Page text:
Berlin Daily Sun: Kuster Visits Notre Dame Senior Housing Project
BERLIN – As a part of her North Country tourism and energy tour, Congresswoman Annie Kuster visited the ongoing project at Notre Dame Senior Housing.
The former Notre Dame High School at 411 School Street in Berlinis a part of the Northern Forest Center's Model Neighborhood project.
The building will have four wood pellet boilers for heat. Two are already installed.
Maura Adams, Program Director of the Northern Forest Center, said Notre Dame was one of the three larger boiler systems added as part of the project. (The others are at St. Kieran's Center for the Arts and the Berlin Housing Authority.) There are also 40 residential boilers in Berlin.
Skip Bennett of Maine Energy Systems said that together the boilers will provide about 800,000 thermal units (Btus) of heat. When unneeded the system can go down to a third of one boilers, about 60,000 Btus.
Adams said that with the pellet boiler, 100 percent of the heating costs stay locally, from New England forest industries, as opposed to about 20 percent with oil heating.
“I wish the rest of the state could see this,” said Kuster.
According to statistics from Northern Forest Center, homeowners see a 30 to 40 percent cost savings by switching from oil to pellets.
There are also plans for solar hot water and solar electricity, said Olivia Beleau, of Affordable Housing, Education, and Development (AHEAD) and project manager of the site.
Notre Dame opened as a school in 1906 and graduated its final class in 1972. The building is now owned by AHEAD.
The plan is to convert the building to a 33 unit housing complex for senior citizens. People over 65 make up 23 percent of Berlin's population, according to Census data. Coos also has the highest unemployment rate in the state and 9.1 families are below the poverty level.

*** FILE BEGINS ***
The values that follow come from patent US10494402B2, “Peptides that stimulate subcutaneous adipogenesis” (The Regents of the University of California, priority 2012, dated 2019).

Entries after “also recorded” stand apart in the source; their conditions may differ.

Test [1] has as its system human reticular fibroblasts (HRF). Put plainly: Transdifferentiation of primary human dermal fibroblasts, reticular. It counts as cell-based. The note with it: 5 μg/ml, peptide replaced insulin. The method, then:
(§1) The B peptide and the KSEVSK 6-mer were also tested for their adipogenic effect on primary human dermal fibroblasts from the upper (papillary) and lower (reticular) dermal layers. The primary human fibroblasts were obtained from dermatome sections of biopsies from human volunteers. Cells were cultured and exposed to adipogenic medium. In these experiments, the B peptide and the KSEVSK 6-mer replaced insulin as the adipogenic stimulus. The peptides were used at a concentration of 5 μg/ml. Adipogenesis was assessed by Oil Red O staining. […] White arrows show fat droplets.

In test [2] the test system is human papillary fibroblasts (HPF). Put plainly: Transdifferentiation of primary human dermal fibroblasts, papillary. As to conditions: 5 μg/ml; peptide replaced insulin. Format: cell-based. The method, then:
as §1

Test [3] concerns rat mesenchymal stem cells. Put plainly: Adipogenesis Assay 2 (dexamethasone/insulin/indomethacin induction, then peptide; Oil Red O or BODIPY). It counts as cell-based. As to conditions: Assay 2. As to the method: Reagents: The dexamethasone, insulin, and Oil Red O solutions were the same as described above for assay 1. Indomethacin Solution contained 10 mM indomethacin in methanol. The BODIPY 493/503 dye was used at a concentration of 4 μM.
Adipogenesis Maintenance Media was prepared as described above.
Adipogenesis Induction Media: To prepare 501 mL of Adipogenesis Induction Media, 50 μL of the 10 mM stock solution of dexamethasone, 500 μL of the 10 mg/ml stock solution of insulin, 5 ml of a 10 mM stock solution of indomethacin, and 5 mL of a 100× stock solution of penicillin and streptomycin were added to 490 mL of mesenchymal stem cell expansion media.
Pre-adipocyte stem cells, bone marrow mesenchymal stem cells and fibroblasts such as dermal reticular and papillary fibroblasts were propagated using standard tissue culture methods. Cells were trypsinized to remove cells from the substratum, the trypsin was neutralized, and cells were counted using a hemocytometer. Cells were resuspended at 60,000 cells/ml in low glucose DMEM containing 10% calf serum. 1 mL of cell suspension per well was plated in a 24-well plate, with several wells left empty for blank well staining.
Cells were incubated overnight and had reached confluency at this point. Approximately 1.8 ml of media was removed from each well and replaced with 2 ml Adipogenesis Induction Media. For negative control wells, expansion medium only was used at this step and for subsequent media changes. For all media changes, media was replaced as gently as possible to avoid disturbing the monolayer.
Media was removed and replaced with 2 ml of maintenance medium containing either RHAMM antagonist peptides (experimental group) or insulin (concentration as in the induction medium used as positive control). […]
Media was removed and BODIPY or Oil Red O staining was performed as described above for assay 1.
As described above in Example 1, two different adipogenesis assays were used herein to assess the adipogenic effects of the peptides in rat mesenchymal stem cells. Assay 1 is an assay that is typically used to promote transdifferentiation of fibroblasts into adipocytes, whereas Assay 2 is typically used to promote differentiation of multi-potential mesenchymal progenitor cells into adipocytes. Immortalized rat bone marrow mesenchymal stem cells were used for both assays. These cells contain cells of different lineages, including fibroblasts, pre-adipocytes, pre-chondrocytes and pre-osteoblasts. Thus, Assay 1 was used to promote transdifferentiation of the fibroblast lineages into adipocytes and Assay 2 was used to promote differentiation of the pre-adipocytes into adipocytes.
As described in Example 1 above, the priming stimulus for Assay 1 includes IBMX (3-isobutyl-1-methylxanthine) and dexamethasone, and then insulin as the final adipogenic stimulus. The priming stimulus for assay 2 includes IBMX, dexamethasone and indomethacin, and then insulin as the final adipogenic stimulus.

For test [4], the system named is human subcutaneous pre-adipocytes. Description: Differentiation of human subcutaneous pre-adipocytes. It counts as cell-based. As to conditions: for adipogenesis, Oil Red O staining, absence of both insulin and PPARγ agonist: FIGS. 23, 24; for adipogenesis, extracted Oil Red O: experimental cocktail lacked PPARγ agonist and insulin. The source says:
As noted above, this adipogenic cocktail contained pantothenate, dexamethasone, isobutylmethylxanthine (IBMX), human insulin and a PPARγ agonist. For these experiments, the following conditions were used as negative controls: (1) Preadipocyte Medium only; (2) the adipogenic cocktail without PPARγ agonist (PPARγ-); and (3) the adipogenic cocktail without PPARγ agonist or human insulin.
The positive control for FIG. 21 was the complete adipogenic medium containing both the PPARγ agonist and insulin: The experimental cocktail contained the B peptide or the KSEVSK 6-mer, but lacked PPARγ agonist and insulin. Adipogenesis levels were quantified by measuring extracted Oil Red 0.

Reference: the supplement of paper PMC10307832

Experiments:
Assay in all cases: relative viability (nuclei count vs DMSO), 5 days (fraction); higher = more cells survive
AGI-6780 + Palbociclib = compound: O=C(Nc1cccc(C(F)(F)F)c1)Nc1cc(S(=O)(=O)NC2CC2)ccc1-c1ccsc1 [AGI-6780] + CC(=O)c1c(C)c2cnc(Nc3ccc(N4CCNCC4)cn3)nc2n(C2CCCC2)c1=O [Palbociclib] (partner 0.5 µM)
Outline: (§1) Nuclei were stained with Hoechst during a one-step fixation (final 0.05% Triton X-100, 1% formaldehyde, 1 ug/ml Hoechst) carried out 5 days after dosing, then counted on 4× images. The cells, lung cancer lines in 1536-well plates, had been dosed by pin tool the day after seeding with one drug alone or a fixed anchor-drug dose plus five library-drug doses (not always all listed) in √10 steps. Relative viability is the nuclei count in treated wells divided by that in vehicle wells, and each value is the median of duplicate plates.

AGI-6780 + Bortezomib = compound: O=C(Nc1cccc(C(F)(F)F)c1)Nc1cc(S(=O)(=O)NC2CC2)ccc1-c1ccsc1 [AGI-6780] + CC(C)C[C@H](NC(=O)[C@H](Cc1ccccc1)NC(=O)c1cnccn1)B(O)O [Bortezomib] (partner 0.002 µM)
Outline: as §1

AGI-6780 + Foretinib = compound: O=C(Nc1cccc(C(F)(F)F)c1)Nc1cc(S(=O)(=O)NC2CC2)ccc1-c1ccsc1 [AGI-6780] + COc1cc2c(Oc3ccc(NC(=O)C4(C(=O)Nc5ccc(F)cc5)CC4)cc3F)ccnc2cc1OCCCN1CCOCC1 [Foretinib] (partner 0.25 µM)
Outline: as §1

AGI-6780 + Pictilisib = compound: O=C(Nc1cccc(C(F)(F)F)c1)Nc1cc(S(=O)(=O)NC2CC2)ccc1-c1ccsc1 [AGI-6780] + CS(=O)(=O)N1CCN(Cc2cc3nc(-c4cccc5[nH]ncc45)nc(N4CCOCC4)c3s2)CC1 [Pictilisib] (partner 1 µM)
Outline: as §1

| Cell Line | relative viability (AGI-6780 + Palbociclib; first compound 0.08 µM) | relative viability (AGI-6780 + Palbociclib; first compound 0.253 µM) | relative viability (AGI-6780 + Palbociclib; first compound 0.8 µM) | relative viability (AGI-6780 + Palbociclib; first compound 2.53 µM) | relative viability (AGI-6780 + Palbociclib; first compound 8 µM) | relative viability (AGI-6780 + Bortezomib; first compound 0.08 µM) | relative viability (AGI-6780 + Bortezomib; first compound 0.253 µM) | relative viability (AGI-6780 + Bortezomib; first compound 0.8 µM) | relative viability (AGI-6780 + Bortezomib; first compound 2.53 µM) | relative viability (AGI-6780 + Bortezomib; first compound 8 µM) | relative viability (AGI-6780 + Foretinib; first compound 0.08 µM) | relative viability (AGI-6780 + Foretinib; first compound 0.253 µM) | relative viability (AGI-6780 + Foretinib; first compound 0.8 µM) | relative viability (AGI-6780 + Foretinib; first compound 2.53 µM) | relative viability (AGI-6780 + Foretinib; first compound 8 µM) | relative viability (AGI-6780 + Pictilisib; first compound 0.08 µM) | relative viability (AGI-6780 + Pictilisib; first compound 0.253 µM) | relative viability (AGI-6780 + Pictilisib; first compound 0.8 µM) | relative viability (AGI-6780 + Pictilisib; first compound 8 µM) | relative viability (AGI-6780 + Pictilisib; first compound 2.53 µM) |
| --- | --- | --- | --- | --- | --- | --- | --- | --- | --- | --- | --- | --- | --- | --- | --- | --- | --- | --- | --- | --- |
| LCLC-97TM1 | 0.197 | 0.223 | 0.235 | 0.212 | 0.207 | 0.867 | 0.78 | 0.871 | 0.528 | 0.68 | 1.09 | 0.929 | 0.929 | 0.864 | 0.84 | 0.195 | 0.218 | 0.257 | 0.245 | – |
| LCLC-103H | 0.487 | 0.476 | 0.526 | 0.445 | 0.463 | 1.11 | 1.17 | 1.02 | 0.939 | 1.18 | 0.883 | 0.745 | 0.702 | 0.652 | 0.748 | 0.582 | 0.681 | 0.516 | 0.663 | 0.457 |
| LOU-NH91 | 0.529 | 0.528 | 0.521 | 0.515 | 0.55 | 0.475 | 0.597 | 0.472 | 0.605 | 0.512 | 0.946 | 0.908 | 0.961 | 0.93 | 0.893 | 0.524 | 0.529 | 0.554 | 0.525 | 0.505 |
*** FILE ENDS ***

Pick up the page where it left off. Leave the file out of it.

The budget for the building renovations is $7.78 million, Beleau said. About $5 million was awarded to local contracts.
The project has funding from several different sources such as a Community Development Block Grant, Historic Preservation tax credits and New Hampshire Housing Financial Authority low income housing credits.
Kuster received a tour of the building including the community dining area on the lower level and some of the upper level apartments that have views looking out over Berlin towards the mountains.
“This is quite a project,” said Kuster.
Part of the plan for the building it to try and maintain some of the historic qualities. The building is on the National Register for Historic places.
The chapel will be preserved with the glass block windows with a cross detail. The alter is currently in storage, but will also be returned to the space. Wood flooring was salvaged from the school and it will be going in the chapel, which will also have wainscoting.
Project Rescue Notre Dame, an alumni group, has collected school memorabilia which will be displayed in common spaces.
“It's like bringing back living history,” said Kuster.
Two more boilers need to be installed as well as the backup propane system, electrical panels, and finishes.
Beleau said the building is on track to be completed in December when they will have a large ribbon-cutting and community celebration.
In January, residents will be moving in. It must be fully occupied by December 2015.